Sen. Patty Murray (D-Wash.) has blocked a bill that would expand protections for children that are born alive after an abortion.
The bill was presented on Feb. 4 by Sen. Ben Sasse (R-Neb.), who emphasized its necessity in light of a recent statement by Virginia Gov. Ralph Northam in which he appeared to endorse abortion even after birth, in a Jan. 30 radio interview.
“The infant would be delivered. The infant would be kept comfortable. The infant would be resuscitated if that’s what the mother and the family desired,” he said. “And then a discussion would ensue between the physicians and the mother.”
While rare, unborn children have been known to survive late-term abortion procedures where birth is induced. Sasse’s bill requires such children to receive the same care expected for any other newborns by on-scene health care practitioners. Upon such care, the medical practitioners would need to ensure the child is “immediately transported and admitted to a hospital.”
The bill prescribes up to five years in prison to violators, but that charge would not apply to the mother. It gives the mother the right to sue health care practitioners for violations of the statute.
Sasse called for the bill to pass by unanimous consent, saying it “prohibits exactly the kind of infanticide that Governor Northam was endorsing.”
“That’s it. That’s what the legislation is about,” he said. “It’s based on the simple idea that every baby deserves a fighting chance. It’s a simple idea that every human being is an image bearer, even the weakest and the most marginalized among us are no less human, and every one of us has a moral obligation to defend the defenseless.”
But Murray objected, saying there are already laws prohibiting infanticide.
“This is a gross misinterpretation of the actual language of the bill that is being asked to be considered and, therefore, I object,” she said.
Senate rules allow a bill to pass expeditiously, without a roll call vote, but only if no senator objects.
It was by unanimous consent that the Senate passed the Born-Alive Infants Protection Act of 2002 that codified that an infant, even if born prematurely or after an abortion procedure, is considered a person and alive upon clearing the birth canal if it “breathes or has a beating heart, pulsation of the umbilical cord, or definite movement of voluntary muscles.”
While Murray is correct in saying that infanticide is illegal under U.S. law, that doesn’t mean abortion providers are necessarily required to provide it immediate care.
“They say leaving newborn infants to die is already illegal. It isn’t. As of 2014, only 26 states had laws creating a specific affirmative duty for physicians to provide medical care to infants born in botched abortions,” wrote Alexandra DeSanctis in a Feb. 4 article for the right-leaning National Review.
In fact, she wrote that New York recently removed the requirement after relaxing abortion restrictions.
Both Sasse and Senate Leader Mitch McConnell (R-Ky.) suggested Sasse’s bill, the Born-Alive Abortion Survivors Protection Act, will be brought to the floor again, perhaps for a roll call vote.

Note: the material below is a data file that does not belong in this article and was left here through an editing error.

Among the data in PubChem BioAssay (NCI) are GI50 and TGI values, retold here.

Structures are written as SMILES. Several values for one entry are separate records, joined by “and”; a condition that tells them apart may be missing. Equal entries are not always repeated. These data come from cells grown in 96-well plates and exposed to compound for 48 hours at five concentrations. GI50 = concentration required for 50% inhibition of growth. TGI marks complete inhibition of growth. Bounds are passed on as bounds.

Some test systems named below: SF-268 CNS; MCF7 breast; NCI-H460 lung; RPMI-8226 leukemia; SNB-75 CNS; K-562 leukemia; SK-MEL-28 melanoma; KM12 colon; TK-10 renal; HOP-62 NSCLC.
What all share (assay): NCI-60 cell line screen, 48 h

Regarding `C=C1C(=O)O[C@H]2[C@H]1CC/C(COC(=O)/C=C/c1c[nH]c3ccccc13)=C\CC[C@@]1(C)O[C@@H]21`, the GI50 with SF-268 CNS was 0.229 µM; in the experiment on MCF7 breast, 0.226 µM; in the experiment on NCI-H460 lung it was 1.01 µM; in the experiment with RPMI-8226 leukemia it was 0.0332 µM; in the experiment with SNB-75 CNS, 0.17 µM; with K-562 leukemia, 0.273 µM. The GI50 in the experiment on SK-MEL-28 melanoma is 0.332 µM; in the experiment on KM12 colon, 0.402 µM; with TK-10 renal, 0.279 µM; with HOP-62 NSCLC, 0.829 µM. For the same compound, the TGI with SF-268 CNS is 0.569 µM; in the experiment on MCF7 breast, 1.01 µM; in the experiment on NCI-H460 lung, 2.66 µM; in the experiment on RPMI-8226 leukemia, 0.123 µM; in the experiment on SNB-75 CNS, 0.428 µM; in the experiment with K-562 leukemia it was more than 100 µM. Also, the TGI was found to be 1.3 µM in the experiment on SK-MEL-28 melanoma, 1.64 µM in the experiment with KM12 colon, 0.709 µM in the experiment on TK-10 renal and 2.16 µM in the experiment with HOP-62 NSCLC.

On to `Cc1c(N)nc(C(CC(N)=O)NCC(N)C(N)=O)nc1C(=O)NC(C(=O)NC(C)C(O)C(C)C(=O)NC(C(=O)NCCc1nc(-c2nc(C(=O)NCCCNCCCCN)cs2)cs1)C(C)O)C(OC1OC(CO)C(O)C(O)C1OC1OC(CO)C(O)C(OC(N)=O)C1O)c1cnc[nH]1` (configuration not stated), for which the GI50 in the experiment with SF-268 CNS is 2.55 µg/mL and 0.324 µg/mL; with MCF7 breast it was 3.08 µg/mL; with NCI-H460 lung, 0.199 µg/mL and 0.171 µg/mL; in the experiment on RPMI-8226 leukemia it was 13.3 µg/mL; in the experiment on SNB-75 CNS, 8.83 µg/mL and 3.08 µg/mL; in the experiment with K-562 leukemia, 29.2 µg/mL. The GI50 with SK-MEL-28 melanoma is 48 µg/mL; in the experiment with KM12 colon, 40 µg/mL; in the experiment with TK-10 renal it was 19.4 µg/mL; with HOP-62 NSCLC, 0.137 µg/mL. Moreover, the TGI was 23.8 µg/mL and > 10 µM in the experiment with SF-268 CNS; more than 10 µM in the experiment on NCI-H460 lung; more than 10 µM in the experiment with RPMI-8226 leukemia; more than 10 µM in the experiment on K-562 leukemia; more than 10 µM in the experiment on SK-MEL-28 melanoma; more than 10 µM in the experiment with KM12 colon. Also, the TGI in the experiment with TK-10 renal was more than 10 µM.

Murray’s spokesperson did not respond to a request for comment.
Rare But Real
A majority of abortion facilities appear unwilling to perform an abortion later in the pregnancy.
At the end of 2018, there were 87 abortion facilities in New York, according to a survey by Operation Rescue, an anti-abortion Christian organization.
“Of those, 60 clinics voluntarily confined abortions to 14 weeks [of pregnancy] or under,” the organization stated. “There were 17 clinics that limited abortions to 23 weeks or under. Ten clinics were willing to abort through 24 weeks.”
At 24 weeks, the unborn is about 8 inches tall, hears, moves in coordinated manner, may suck its thumbs, and have hiccups, the Mayo Clinic states on its website.
But some providers go even further, like the Southwestern Women’s Options in New Mexico, which advertises “abortions through 32 weeks” and “after 32 weeks on a case by case basis.”
At 32 weeks, the unborn baby is about 11 inches tall and weighs close to four pounds. By the 31st week, “your baby has finished most of his or her major development,” the Mayo Clinic states. Since the 29th week, it has already been kicking, stretching, and grasping with its hands.
There appear to be no comprehensive statistics on late-term abortions, with many states lumping all abortions after the 16th, 20th, or 21st week together. Sparse reports and anecdotal accounts indicate, however, that abortions sometimes do happen well into the third trimester, when the baby already has more than 50 percent chance of survival.
In fact, a 2015 study found that babies have a chance of survival even at 22 weeks. At the hospitals that actively treated all infants born at that stage, survival rates ranged from about 10-16 percent. About 7-10 percent even survived “without severe neurodevelopmental impairment.”
At 23 weeks, the survival rates jumped to about 30-45 percent at hospitals that treated all or most of such infants.